CNN political commentator Amanda Carpenter took a swipe at the prima donna status of the Trump White House.
During a panel discussion Tuesday, host Jake Tapper cited a Wall Street Journal report that revealed the only people who feel secure in their jobs at the White House are related to the president.
“Last time I checked we didn’t have a royal family, but they sure like to act like it,” Carpenter said. “How hostile of a workplace is this? They treat the people who go to serve them in good faith with such hostility and slam the door on them as they go out.”
She asked what the possible purpose could be for such an action.
“I mean, I really wanted to give Melania [Trump] a fair chance, and I thought she was doing a great job as first lady, until you had that moment with the ‘I just don’t care’ jacket,” she confessed.
Democratic strategist Symone Sanders was floored by the fact that the biggest scandals for Michelle Obama were when she wore a sleeveless dress and told children to eat their vegetables.
Even the host noted he’s not clear how anyone can avoid the first lady “throwing shade on a sitting deputy national security official.”
The panel all agreed that the Trump White House has become more like “Survivor” than an episode of “The Apprentice.”
Watch the panel discussion below:
‘They offered him no humanity’: Floyd family attorney rips Minneapolis for adding ‘insult to injury’
On Friday's edition of CNN's "Anderson Cooper 360," Ben Crump, the attorney for the family of George Floyd, expressed his outrage at how local officials are handling the case — and demanded harsher prosecution of the officers responsible.
"The family does not trust the Minneapolis Police Department or anybody affiliated with the Minneapolis Police Department, Anderson," said Crump. "Remember the first report that came out, they gave so much false information in that report, talking about George was resisting. George was threatening, saying that he died of a medical condition. Never once mentioning the fact that this officer had his knee on his neck, not just for one minute, two minutes, three minutes, four minutes, five minutes, six minutes, seven minutes but for eight minutes ... people need to understand, the last eight minutes of his life he was struggling to breathe, telling them I couldn't breathe, and they offered him no humanity."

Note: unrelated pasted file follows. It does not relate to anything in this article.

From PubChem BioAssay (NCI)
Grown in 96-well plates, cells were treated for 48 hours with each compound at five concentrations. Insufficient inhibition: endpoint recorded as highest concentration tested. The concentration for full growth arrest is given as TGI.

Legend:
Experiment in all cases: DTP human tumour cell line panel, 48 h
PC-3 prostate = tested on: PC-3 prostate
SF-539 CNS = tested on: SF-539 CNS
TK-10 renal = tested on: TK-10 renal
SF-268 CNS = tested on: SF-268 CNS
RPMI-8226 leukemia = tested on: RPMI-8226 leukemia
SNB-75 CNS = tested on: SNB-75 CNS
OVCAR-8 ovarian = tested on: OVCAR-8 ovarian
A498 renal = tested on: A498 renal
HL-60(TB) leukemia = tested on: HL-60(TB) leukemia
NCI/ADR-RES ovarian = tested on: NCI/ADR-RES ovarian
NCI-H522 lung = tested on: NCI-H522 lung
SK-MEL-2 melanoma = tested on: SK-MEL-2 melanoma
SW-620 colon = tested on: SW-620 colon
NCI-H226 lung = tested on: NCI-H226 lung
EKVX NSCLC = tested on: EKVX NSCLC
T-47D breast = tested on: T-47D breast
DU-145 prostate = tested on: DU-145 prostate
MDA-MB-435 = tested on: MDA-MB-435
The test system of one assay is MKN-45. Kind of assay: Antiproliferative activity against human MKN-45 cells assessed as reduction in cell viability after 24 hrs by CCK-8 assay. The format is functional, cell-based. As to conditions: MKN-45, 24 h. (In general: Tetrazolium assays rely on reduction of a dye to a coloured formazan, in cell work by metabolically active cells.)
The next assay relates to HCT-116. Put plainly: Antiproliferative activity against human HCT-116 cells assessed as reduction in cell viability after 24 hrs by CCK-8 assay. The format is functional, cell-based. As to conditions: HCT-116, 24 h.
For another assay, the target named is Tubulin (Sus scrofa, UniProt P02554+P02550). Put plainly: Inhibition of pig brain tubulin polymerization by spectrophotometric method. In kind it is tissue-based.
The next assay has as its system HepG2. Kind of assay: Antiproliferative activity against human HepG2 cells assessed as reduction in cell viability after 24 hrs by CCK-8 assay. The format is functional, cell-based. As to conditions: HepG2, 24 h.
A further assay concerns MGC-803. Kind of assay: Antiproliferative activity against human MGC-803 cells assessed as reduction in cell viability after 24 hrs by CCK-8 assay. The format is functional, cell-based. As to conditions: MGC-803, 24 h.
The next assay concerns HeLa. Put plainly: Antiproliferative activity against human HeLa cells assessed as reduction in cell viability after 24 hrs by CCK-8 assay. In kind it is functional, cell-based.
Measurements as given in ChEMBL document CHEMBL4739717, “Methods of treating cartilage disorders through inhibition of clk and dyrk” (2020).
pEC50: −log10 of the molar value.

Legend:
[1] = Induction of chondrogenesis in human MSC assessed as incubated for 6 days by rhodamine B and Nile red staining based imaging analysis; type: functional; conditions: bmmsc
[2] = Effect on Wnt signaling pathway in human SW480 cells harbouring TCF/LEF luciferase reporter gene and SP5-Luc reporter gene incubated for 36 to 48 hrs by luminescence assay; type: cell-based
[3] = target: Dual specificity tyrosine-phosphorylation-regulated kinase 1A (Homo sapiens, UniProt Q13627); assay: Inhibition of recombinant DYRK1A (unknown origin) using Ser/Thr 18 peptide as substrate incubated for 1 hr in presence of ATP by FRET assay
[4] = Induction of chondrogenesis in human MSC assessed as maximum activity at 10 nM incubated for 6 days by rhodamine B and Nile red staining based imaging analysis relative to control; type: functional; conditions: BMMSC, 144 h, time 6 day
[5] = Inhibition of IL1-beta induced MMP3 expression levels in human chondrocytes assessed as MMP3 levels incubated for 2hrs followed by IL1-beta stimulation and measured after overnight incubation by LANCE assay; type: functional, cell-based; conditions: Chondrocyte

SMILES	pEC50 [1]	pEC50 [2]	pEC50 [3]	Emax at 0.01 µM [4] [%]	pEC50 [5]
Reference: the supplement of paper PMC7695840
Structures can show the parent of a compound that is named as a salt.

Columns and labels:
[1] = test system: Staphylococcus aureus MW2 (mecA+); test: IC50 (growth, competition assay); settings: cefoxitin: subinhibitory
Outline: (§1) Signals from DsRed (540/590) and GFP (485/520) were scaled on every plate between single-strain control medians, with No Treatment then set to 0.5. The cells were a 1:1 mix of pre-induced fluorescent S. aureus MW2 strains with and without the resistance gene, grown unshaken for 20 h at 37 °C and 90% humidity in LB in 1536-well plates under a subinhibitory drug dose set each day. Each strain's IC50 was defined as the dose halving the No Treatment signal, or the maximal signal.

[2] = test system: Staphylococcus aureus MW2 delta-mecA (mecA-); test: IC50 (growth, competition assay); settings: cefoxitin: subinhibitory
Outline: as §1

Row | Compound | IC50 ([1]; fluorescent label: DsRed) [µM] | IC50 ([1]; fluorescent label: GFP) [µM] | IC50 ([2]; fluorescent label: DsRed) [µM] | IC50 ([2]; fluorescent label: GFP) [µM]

WATCH: Protester scales Secret Service building to spray-paint profane anti-Trump message
On Friday, protests around the country continued against the police killing of George Floyd in Minneapolis, Minnesota.
As CNN covered shots of protests in Washington, D.C., one demonstrator could clearly be seen scaling a Secret Service building, before taking out a can of spray paint and writing "F**K TRUMP" on the edifice.
Some commenters on social media noticed, and tweeted their support for the protester.
CNN’s Jim Acosta walks through all the times Trump has ‘thrown gasoline’ on racial tension
On CNN Friday, following President Donald Trump's abrupt exit from a press conference following a racially charged tweet, chief White House correspondent Jim Acosta broke down President Donald Trump's history of stoking racial tensions during moments of crisis.
"He is trying to clean up this tweet that he posted last night," said Acosta. "First, just what the president said a few moments ago. He said the looters in Minneapolis should not be able to drown out the voice of so many peaceful protesters. That, obviously, is a very mild version of what he was trying to say or he claims he was trying to say last night when he tweeted, "when the looting starts, the shooting starts." That obviously is an expression steeped in all kinds of ugliness. The Miami Police chief back in 1967, when there was unrest in that city, used that expression. George Wallace, the segregationist, used words like that in 1968."